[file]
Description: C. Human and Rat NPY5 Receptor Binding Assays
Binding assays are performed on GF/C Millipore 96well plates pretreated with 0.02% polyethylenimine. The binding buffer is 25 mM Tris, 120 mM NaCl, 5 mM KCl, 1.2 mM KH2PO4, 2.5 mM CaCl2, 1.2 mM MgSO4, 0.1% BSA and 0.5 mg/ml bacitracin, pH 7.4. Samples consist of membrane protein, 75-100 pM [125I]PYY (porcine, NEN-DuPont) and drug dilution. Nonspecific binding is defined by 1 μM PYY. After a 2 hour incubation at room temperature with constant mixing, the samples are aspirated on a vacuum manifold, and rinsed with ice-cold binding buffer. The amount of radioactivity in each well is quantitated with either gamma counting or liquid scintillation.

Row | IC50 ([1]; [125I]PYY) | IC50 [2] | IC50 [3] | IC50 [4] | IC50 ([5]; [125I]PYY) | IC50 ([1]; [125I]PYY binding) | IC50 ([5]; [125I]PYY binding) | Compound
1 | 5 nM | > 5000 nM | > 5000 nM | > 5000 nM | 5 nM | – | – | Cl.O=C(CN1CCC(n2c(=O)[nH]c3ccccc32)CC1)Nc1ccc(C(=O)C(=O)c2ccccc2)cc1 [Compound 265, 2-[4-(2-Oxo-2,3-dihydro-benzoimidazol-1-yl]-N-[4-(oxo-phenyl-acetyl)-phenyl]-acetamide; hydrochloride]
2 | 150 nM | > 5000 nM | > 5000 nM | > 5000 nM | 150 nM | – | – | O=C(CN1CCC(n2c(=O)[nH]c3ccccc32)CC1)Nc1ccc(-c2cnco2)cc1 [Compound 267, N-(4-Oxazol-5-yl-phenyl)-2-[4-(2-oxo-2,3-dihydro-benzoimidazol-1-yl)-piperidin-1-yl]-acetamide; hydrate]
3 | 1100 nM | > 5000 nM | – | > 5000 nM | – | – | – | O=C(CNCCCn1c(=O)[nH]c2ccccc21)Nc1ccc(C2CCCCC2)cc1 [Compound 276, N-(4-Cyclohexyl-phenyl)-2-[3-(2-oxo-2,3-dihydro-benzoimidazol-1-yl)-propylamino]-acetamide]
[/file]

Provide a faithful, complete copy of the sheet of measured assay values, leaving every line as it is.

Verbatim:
Description: C. Human and Rat NPY5 Receptor Binding Assays
Binding assays are performed on GF/C Millipore 96well plates pretreated with 0.02% polyethylenimine. The binding buffer is 25 mM Tris, 120 mM NaCl, 5 mM KCl, 1.2 mM KH2PO4, 2.5 mM CaCl2, 1.2 mM MgSO4, 0.1% BSA and 0.5 mg/ml bacitracin, pH 7.4. Samples consist of membrane protein, 75-100 pM [125I]PYY (porcine, NEN-DuPont) and drug dilution. Nonspecific binding is defined by 1 μM PYY. After a 2 hour incubation at room temperature with constant mixing, the samples are aspirated on a vacuum manifold, and rinsed with ice-cold binding buffer. The amount of radioactivity in each well is quantitated with either gamma counting or liquid scintillation.

Row | IC50 ([1]; [125I]PYY) | IC50 [2] | IC50 [3] | IC50 [4] | IC50 ([5]; [125I]PYY) | IC50 ([1]; [125I]PYY binding) | IC50 ([5]; [125I]PYY binding) | Compound
1 | 5 nM | > 5000 nM | > 5000 nM | > 5000 nM | 5 nM | – | – | Cl.O=C(CN1CCC(n2c(=O)[nH]c3ccccc32)CC1)Nc1ccc(C(=O)C(=O)c2ccccc2)cc1 [Compound 265, 2-[4-(2-Oxo-2,3-dihydro-benzoimidazol-1-yl]-N-[4-(oxo-phenyl-acetyl)-phenyl]-acetamide; hydrochloride]
2 | 150 nM | > 5000 nM | > 5000 nM | > 5000 nM | 150 nM | – | – | O=C(CN1CCC(n2c(=O)[nH]c3ccccc32)CC1)Nc1ccc(-c2cnco2)cc1 [Compound 267, N-(4-Oxazol-5-yl-phenyl)-2-[4-(2-oxo-2,3-dihydro-benzoimidazol-1-yl)-piperidin-1-yl]-acetamide; hydrate]
3 | 1100 nM | > 5000 nM | – | > 5000 nM | – | – | – | O=C(CNCCCn1c(=O)[nH]c2ccccc21)Nc1ccc(C2CCCCC2)cc1 [Compound 276, N-(4-Cyclohexyl-phenyl)-2-[3-(2-oxo-2,3-dihydro-benzoimidazol-1-yl)-propylamino]-acetamide]